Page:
Cox Communications home internet: What to know before signing up

Amora R Jelo

Tim Rue/Bloomberg via Getty Images

Cable internet is a tried-and-true means of delivering fast download speeds to people’s homes, and Cox Communications offers the service to more than 20 million of us here in the US. Billing itself as the largest private telecom provider in the country and boasting nearly $12 billion in annual revenue, Cox services more than 6 million residential and business customers, and offers cable internet in 19 states.

If you live in that footprint and Cox is an option at your address, there’s a good chance you’ve at least considered signing up for it. Here’s a full rundown on everything you should know before doing so, from prices and plans to terms, fees and customer service.

Cox’s home internet footprint is smaller than other cable providers, and concentrated in key cities and regions throughout the continental US.


Where does Cox Communications offer home internet service?

Along with the majority of Rhode Island, Cox’s network covers parts of 19 states, with service most prevalent in areas around the following cities:

  • Cleveland, Ohio
  • Gainesville, Florida
  • Las Vegas, Nevada
  • Macon, Georgia
  • New Orleans, Louisiana
  • Oklahoma City, Oklahoma
  • Omaha, Nebraska
  • Pensacola, Florida
  • Phoenix, Arizona
  • San Diego, California
  • Santa Barbara, California
  • Topeka, Kansas
  • Virginia Beach, Virginia
  • Wichita, Kansas

According to data collected by the Federal Communications Commission, Cox’s home internet footprint reached just under 7% of the US population as of December 2019. That’s tens of millions of people, but it’s short of both Comcast and Charter Spectrum, two larger cable internet providers that each offer service to roughly one-third of US households.

Cox’s more focused footprint also shows that it isn’t a top pick for rural customers, as most of the company’s cable infrastructure is located in dense urban areas. Other providers are much better positioned to offer service outside of America’s cities — if that’s what you’re looking for, be sure to check out our top rural internet recommendations.

Check your address for Cox Communications internet availability

How does cable internet stack up these days, anyway?

Pretty well, as a matter of fact. In addition to the fact that it’s easy to bundle cable internet with cable TV and other services, most cable providers are able to offer download speeds of up to 940 megabits per second or higher. That’s much better than what you’ll get with DSL, satellite internet or fixed wireless, and it’s competitive with a lot of the country’s top fiber providers.

A good fiber connection will offer concurrent upload speeds that are just as fast as the downloads — and this is where cable internet falls short. Even with near-gigabit download speeds close to 1,000Mbps, you’ll likely be stuck with upload speeds in the double digits. For instance, with Cox, the fastest plan (940Mbps) comes with upload speeds of 35Mbps, while the four plans beneath it offer max uploads that range from 3 to 10Mbps. That might cause a crunch if you’ve got multiple people in your house making Zoom calls or gaming online, or doing anything else that requires you to upload lots of data to the cloud in short order.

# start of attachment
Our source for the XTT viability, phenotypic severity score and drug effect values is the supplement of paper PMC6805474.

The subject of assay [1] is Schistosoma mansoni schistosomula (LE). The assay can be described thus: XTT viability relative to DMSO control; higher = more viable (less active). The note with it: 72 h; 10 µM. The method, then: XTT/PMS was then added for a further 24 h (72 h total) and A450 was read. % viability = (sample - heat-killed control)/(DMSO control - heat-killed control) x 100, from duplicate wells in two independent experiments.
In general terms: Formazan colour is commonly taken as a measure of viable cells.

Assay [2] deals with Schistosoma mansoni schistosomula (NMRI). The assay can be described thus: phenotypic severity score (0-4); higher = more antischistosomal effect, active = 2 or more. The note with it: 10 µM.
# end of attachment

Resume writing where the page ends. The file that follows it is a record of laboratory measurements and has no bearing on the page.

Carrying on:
And hey, speaking of those plans… 

Cox internet plans, prices and terms

Plan Max. download speed Max. upload speed Equipment rental fee Regular rate (no contract) Promo rate (with contract) Rate after one year Monthly data cap
Starter 25 25Mbps 3Mbps $12/month (skippable) $40/month $30/month (1 year) $45/month 1.28TB
Essential 50 50Mbps 3Mbps $12/month (skippable) $50/month $40/month (1 year) $66/month 1.28TB
Preferred 150 150Mbps 10Mbps $12/month (skippable) $70/month $60/month (1 year) $84/month 1.28TB
Ultimate 500 500Mbps 10Mbps $12/month (skippable) $90/month $80/month (1 year) $100/month 1.28TB
Gigablast 940Mbps 35Mbps $12/month (skippable) $110/month $100/month (1 year) $120/month 1.28TB

Cox offers a variety of plans with a variety of speeds at a variety of prices, and there are a lot of important ins and outs to consider before signing up. Let me start with one that’s so critical, I’m going to write it in big, bold letters for you.

Your bill will go up after year one, no matter what

Cox offers promotional rates on its plans, and as of writing this, those promo rates will each knock $10 off the price of your bill each month for the first year. The catch is that you have to agree to sign a 1-year service contract in order to get the discount. That’s fine — 1-year contracts are pretty typical in the ISP industry.

What’s less fine is that your bill will shoot up at the end of that year — with some plans, by as much as $26. This is true regardless of whether or not you accept the promo rate.

So, let’s say you want to sign up for Cox’s Preferred 150 internet plan, which nets you download speeds of 150Mbps. You can sign up at the regular rate of $70 per month with no contract, or you can accept the one-year service contract and bring the monthly cost down to $60. Either way, when that first year is up, your bill goes up to $84. Bait, meet switch.

Here’s how the promo trap works. You sign up for service and then your bill goes up after a year (orange arrows). You call to complain, and the “best value” offer is the promo rate for a more expensive plan (green arrows). The cycle repeats, and your bill keeps getting higher.

Ry Crist/CNET

At this point, there’s a good chance you’ll call Cox and complain, or try to renegotiate. Cox does not have an incentive to lower your costs. Instead, there’s a good chance the clever sales person will tell you that they can’t offer you the same promo rate again — but they can offer you the promo rate on a faster plan. After all, you want a better deal, right? As it just so happens, you could be getting speeds of up to 500Mbps for $80 per month — $4 less than you’re paying right now for 150Mbps. Doesn’t that sound good to you?